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Cochrane Database of Systematic Reviews

Fluphenazine (oral) versus atypical antipsychotics for schizophrenia

Overview of attention for article published in Cochrane database of systematic reviews, July 2016
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Mentioned by

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10 tweeters
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1 Facebook page

Citations

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5 Dimensions

Readers on

mendeley
248 Mendeley
Title
Fluphenazine (oral) versus atypical antipsychotics for schizophrenia
Published in
Cochrane database of systematic reviews, July 2016
DOI 10.1002/14651858.cd010832.pub2
Pubmed ID
Authors

James R Sampford, Stephanie Sampson, Bao Guo Li, Sai Zhao, Jun Xia, Vivek A Furtado

Abstract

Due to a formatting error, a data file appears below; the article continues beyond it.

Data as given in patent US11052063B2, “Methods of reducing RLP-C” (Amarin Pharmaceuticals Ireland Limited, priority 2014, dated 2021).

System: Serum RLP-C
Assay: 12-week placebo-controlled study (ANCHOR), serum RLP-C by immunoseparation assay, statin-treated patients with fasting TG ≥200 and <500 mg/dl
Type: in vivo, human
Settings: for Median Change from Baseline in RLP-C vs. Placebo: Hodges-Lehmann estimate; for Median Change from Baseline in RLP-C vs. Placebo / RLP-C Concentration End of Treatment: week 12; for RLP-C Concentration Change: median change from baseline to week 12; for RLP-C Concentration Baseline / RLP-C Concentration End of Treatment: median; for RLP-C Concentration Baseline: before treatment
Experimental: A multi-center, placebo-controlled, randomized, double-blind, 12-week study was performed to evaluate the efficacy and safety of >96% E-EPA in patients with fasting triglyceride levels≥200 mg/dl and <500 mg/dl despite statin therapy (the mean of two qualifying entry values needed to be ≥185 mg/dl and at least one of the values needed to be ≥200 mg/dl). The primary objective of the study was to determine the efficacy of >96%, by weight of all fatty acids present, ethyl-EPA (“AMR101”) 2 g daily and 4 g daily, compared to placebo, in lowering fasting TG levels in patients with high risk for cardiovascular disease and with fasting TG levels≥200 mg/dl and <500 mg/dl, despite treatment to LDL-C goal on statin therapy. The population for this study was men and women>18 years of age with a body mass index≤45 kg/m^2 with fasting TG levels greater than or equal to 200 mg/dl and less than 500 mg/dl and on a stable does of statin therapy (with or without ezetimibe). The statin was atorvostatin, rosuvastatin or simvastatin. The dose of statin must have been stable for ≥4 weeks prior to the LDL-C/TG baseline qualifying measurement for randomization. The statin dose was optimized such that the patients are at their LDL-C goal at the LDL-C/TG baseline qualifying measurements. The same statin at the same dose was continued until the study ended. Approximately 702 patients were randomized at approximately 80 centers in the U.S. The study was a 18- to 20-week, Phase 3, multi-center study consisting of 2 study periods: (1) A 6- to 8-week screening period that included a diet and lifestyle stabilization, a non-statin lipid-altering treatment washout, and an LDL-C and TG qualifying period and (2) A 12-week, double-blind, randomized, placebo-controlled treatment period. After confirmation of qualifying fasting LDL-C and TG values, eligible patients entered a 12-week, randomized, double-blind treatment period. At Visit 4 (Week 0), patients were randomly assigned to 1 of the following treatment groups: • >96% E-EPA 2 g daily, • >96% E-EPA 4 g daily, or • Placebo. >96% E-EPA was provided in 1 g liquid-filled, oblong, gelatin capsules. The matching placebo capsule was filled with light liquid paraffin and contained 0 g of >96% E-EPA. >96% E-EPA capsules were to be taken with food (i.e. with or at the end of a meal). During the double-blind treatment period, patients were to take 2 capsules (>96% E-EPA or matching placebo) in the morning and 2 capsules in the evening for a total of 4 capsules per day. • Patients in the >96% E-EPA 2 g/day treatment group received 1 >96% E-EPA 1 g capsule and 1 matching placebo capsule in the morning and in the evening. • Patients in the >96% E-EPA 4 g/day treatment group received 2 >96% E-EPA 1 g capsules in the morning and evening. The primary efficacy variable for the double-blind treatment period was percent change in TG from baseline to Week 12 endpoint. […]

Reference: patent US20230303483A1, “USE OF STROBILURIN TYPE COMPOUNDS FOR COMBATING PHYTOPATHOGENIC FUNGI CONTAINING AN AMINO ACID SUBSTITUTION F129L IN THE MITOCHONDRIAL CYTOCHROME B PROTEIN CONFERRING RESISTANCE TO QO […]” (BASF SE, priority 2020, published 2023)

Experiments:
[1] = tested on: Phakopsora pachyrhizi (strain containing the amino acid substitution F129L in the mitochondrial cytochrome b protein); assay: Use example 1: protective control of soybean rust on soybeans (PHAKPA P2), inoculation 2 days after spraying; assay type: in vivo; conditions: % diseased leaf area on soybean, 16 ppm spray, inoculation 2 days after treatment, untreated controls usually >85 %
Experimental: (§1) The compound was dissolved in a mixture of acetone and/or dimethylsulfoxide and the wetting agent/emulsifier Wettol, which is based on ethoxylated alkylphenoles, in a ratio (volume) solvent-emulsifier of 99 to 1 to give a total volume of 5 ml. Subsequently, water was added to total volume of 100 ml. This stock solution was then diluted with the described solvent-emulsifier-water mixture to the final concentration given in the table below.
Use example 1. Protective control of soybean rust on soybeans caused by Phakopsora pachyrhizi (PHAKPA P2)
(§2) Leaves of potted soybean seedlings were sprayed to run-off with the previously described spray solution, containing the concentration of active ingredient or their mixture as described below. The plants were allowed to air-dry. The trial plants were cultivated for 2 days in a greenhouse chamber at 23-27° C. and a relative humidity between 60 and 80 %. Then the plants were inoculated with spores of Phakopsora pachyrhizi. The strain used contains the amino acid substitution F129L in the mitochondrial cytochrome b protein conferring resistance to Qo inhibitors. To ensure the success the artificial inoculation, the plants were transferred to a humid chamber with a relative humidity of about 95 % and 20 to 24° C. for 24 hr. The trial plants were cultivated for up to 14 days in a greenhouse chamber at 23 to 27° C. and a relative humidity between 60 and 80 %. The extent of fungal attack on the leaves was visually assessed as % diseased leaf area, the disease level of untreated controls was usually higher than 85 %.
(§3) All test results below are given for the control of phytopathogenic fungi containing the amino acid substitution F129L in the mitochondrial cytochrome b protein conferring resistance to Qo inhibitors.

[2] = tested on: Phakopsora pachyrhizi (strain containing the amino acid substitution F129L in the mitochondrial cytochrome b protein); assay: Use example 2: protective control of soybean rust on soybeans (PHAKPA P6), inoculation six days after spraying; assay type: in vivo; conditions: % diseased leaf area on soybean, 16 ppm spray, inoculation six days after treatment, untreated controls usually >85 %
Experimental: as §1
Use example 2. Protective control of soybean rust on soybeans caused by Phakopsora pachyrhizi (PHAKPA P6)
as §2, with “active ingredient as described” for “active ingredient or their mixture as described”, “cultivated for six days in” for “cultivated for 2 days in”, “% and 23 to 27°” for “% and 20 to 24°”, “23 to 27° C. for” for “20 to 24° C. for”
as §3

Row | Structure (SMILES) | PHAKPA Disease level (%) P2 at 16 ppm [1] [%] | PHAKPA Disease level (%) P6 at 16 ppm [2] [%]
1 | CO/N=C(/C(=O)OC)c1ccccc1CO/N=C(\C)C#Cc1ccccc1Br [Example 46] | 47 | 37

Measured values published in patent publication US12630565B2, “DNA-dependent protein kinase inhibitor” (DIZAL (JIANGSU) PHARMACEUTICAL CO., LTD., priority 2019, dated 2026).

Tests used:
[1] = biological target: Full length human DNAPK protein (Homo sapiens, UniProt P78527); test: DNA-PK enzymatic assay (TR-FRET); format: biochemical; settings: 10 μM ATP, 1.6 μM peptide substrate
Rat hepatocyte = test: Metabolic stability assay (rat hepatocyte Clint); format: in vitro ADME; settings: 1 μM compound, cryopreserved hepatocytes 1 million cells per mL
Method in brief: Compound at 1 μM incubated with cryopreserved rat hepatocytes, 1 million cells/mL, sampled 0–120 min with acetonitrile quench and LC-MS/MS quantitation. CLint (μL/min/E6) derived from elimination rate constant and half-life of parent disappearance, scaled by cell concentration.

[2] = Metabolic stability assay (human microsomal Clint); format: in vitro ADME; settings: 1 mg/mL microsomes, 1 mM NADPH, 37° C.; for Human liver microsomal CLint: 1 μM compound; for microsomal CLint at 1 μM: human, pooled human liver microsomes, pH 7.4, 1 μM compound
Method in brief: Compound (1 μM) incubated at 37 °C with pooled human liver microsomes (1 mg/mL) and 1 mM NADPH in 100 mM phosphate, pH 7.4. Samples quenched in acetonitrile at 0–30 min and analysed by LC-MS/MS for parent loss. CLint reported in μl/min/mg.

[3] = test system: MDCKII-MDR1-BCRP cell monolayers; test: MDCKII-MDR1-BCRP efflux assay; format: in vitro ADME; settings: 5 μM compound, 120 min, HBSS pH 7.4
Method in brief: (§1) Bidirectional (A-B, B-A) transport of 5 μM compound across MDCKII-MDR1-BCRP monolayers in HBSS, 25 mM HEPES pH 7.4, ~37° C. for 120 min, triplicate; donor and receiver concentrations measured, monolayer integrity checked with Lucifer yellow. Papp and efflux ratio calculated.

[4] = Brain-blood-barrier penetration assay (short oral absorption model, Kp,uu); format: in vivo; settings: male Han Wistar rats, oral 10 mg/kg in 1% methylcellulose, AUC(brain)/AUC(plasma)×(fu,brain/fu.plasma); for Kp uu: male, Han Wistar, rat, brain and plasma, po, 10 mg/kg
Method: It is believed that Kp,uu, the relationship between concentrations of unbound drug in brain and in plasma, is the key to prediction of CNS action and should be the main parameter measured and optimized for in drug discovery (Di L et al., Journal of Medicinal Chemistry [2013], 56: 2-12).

Fluphenazine is a typical antipsychotic drug from the phenothiazine group of antipsychotics. It has been commonly used in the treatment of schizophrenia, however, with the advent of atypical antipsychotic medications, use has declined over the years. To measure the outcomes (both beneficial and harmful) of the clinical effectiveness, safety and cost-effectiveness of oral fluphenazine versus atypical antipsychotics for schizophrenia. We searched the Cochrane Central Register of Studies (25 April 2013). For the economic search, we searched the Cochrane Schizophrenia Group Health Economic Database (CSzGHED) on 31 January 2014 SELECTION CRITERIA: All randomised controlled trials (RCTs) comparing fluphenazine (oral) with any other oral atypical antipsychotics. Review authors worked independently to inspect citations and assess the quality of the studies and to extract data. For homogeneous dichotomous data we calculated the risk ratio (RR) and 95% confidence interval (CI), and calculated the mean differences (MDs) for continuous data. We assessed risk of bias for included studies and used GRADE (Grading of Recommendations Assessment, Development and Evaluation) to rate the quality of the evidence. Four studies randomising a total of 202 people with schizophrenia are included. Oral fluphenazine was compared with oral amisulpride, risperidone, quetiapine and olanzapine.Comparing oral fluphenazine with amisulpride, there was no difference between groups for mental state using the Brief Psychiatric Rating Scale (BPRS) (1 RCT, n = 57, MD 5.10 95% CI -2.35 to 12.55, very low-quality evidence), nor was there any difference in numbers leaving the study early for any reason (2 RCTs, n = 98, RR 1.19 95% CI 0.63 to 2.28, very low-quality evidence). More people required concomitant anticholinergic medication in the fluphenazine group compared to amisulpride (1 RCT, n = 36, RR 7.82 95% CI 1.07 to 57.26, very low-quality evidence). No data were reported for important outcomes including relapse, changes in life skills, quality of life or cost-effectiveness.Comparing oral fluphenazine with risperidone, data showed no difference between groups for 'clinically important response' (1 RCT, n = 26, RR 0.67 95% CI 0.13 to 3.35, very low-quality evidence) nor leaving the study early due to inefficacy (1 RCT, n = 25, RR 1.08 95% CI 0.08 to 15.46, very low-quality evidence). No data were reported data for relapse; change in life skills; quality of life; extrapyramidal adverse effects; or cost-effectiveness.Once again there was no difference when oral fluphenazine was compared with quetiapine for clinically important response (1 RCT, n = 25, RR 0.62 95% CI 0.12 to 3.07, very low-quality evidence), nor leaving the study early for any reason (1 RCT, n = 25, RR 0.46 95% CI 0.05 to 4.46, very low-quality evidence). No data were reported for relapse; clinically important change in life skills; quality of life; extrapyramidal adverse effects; or cost-effectiveness.Compared to olanzapine, fluphenazine showed no superiority for clinically important response (1 RCT, n = 60, RR 1.33 95% CI 0.86 to 2.07, very low-quality evidence), in incidence of akathisia (1 RCT, n = 60, RR 3.00 95% CI 0.90 to 10.01, very low-quality evidence) or in people leaving the study early (1 RCT, n = 60, RR 3.00 95% CI 0.33 to 27.23, very low-quality evidence). No data were reported for relapse; change in life skills; quality of life; or cost-effectiveness. Measures of clinical response and mental state do not highlight differences between fluphenazine and amisulpride, risperidone, quetiapine or olanzapine. Largely measures of adverse effects are also unconvincing for substantive differences between fluphenazine and the newer drugs. All included trials carry a substantial risk of bias regarding reporting of adverse effects and this bias would have favoured the newer drugs. The four small short included studies do not provide much clear information about the relative merits or disadvantages of oral fluphenazine compared with newer atypical antipsychotics.